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Rising costs pose challenge to Lee County transportation plans

There are currently 12 projects on Lee County’s tier one project list, amounting to an estimated cost of $1.1 billion. So far, almost $500 million is still unfunded.
Samantha Roesler
There are 12 road and bridge projects on Lee County’s tier one list, amounting to an estimated cost of $1.1 billion. But almost $500 million of that price tag still are not funded, and inflation is driving up costs.

Residents of Lee County who make daily commutes may experience more traffic annoyances soon as inflation drives up the cost of road and bridge projects. That could mean major transportation improvements happen slower than planned.

The Lee County Board of Commissioners met this week to discuss cost increases of their current and future road projects due to inflation. County staff members told commissioners the annual inflation rate for non-residential construction averages about 8%.

The county started a transportation priority list in 2015, two years after four main projects priorities were identified. Two of these projects have since been completed, and one of the two remaining projects is the Estero Boulevard reconstruction. It is scheduled to finish at the end of next month.

There is a list of ranking criteria used to determine which projects are priorities, such as safety and amount of funds from other sources like tolls. There are currently 12 projects on Lee County’s tier one list, amounting to an estimated cost of $1.1 billion. So far almost $500 million still are unfunded.

“Whatever we’re committed to, we need to commit to it and continue but I think we really have to pause and kind of hit the brakes, look at this and start to look at funding sources, start to understand the cost, start to understand how we’re going to come into this,” Commissioner Kevin Ruane said. “My concern is that we’re going to commit to so many projects and we’re going to run out of funding sources in general.”

The Cape Coral bridge project is one of the priciest on the tier one priority list, with a current estimated cost of over $180 million and an expected start date of 2026. The budgeted estimate for the construction was originally $125 million as the plan for the bridge was to only replace the westbound span. However earlier this year plans changed to widening both to the westbound and eastbound parts of the bridge. The design contract for the project is currently being negotiated, and the county has spent just over $19 million so far on the beginning phases of the project, leaving over $160 million unfunded.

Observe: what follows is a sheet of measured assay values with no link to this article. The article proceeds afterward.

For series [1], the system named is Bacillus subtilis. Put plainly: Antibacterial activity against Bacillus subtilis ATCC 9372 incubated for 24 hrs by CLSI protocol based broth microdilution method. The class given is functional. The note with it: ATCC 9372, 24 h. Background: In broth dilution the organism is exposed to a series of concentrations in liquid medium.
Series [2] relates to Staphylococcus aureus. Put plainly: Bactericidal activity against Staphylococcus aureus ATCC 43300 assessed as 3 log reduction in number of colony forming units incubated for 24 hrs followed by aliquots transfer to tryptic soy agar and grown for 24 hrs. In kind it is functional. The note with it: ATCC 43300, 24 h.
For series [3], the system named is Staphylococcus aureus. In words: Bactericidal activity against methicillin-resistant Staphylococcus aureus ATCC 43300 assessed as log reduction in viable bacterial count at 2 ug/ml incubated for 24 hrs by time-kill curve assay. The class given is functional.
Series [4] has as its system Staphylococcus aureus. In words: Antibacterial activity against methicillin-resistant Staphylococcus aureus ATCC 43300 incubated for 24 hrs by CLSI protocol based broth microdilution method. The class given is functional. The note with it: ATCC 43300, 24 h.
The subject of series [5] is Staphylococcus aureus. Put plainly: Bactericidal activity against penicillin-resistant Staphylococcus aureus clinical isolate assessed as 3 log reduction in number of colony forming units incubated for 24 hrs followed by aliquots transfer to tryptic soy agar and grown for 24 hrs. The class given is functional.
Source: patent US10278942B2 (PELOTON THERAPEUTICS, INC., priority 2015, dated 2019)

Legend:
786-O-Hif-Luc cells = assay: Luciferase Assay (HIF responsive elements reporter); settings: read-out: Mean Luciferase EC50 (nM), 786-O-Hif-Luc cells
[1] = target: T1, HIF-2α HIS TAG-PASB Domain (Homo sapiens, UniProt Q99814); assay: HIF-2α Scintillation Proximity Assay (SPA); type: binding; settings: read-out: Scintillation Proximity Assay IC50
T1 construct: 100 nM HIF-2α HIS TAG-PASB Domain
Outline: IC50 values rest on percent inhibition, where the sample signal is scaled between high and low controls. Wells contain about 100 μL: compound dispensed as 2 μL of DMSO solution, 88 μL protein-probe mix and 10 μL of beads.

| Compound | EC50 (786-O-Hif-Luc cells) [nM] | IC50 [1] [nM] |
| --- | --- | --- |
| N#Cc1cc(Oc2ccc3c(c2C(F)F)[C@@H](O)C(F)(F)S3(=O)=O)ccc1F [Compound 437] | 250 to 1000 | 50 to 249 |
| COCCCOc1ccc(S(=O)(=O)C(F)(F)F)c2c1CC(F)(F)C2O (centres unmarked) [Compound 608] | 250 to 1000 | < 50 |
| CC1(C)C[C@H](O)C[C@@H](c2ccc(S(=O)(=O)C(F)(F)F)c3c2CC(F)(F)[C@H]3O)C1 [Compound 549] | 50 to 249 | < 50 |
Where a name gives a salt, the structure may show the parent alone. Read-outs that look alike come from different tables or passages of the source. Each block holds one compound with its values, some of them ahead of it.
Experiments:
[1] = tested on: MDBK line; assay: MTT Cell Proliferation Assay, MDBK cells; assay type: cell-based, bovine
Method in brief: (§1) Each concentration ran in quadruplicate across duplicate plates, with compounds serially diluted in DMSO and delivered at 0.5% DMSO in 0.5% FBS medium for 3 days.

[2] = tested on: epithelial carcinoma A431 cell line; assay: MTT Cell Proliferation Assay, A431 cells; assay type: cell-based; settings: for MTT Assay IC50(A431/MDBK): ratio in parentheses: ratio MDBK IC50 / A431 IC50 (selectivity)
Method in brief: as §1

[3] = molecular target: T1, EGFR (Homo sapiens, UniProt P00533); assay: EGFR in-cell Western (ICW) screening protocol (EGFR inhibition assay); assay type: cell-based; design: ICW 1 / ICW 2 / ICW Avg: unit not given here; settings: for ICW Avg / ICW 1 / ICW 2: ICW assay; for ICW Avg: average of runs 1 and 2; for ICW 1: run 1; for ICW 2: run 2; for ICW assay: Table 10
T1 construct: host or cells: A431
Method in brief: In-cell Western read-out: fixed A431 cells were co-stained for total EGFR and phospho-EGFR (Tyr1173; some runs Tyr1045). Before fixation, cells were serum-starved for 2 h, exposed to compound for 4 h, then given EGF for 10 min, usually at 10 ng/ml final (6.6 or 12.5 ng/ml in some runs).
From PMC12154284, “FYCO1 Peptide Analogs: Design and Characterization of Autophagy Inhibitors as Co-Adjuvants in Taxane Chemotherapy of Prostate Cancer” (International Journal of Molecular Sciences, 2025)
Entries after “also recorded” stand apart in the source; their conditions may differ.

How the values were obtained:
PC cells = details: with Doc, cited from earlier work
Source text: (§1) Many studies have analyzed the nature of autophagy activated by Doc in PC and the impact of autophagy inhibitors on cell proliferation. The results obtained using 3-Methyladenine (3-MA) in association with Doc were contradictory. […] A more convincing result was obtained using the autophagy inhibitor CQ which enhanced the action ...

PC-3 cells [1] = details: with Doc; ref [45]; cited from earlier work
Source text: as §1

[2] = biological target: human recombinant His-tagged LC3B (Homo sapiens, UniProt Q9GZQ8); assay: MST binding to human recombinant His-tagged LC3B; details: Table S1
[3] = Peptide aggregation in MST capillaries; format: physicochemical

People like Katie Roberts who travel from Cape Coral daily to their work in Fort Myers hope that the county keeps the bridge reconstruction project at or near the top of any list.

“It should be a priority because it’s all about safety and Florida is known to be a very dangerous place in general,” Roberts said. “People just need to be safe, and we have so many people coming down for vacation, it’s just not a good look for our area because we’re constantly having accidents.”

One commissioner said the county must re-examine the priority road and bridge projects in light of rising costs.

“I think we as a board have a responsibility to do the projects we need to do and commit to what we need to do but make a hard look at what projects certainly have a gap or potential concern or lack of a funding source and really kind of identify those,” Ruane said. “I think we’re in unprecedented times that none of us have really seen and my concern with the demand as hyper as it is right now, I don’t know how you continue to project accurately.”

Lee County Manager Roger Desjarlais mentioned the $1 trillion infrastructure bill passed by congress and signed by President Joe Biden. Forty percent of that bill is going to be allocated through a federal competitive process, which is believed to favor shovel-ready projects.

“We’re not sure what (the process) looks like yet,” Desjarlais said. “But if we think that 8% inflation rate on these projects is going to continue for a couple of years, you know, if anything keeps me awake at night these days, it’s that.”

Commissioner Brian Hamman said he believes money from the infrastructure bill could go a long way in the community.

“Our folks who live here pay a lot into the federal treasury...and would love to get their tax money back down here and help alleviate some of these infrastructure problems and challenges that we have,” Hamman said.

As this new infrastructure bill seems promising, county leaders now are committing to finding ways to show their need for the funding.

“We will start a very robust planning effort on what we can get shovel ready so that we will be in a more competitive position for the federal dollars,” Desjarlais said to the board during the meeting.

For now the leaders said they will try to follow through on their commitments to Lee County residents, despite the rising costs.

“It’s one society, one community and as these prices keep going, and the housing prices keep going up, and it's got to stop somewhere,” Commissioner Cecil Pendergrass said. “When’s it going to stop? That’s the big question.”

Over the next couple of months Lee transportation planners will begin a process to balance available revenue with cost increases. They're supposed to bring their report to the commissioners in May.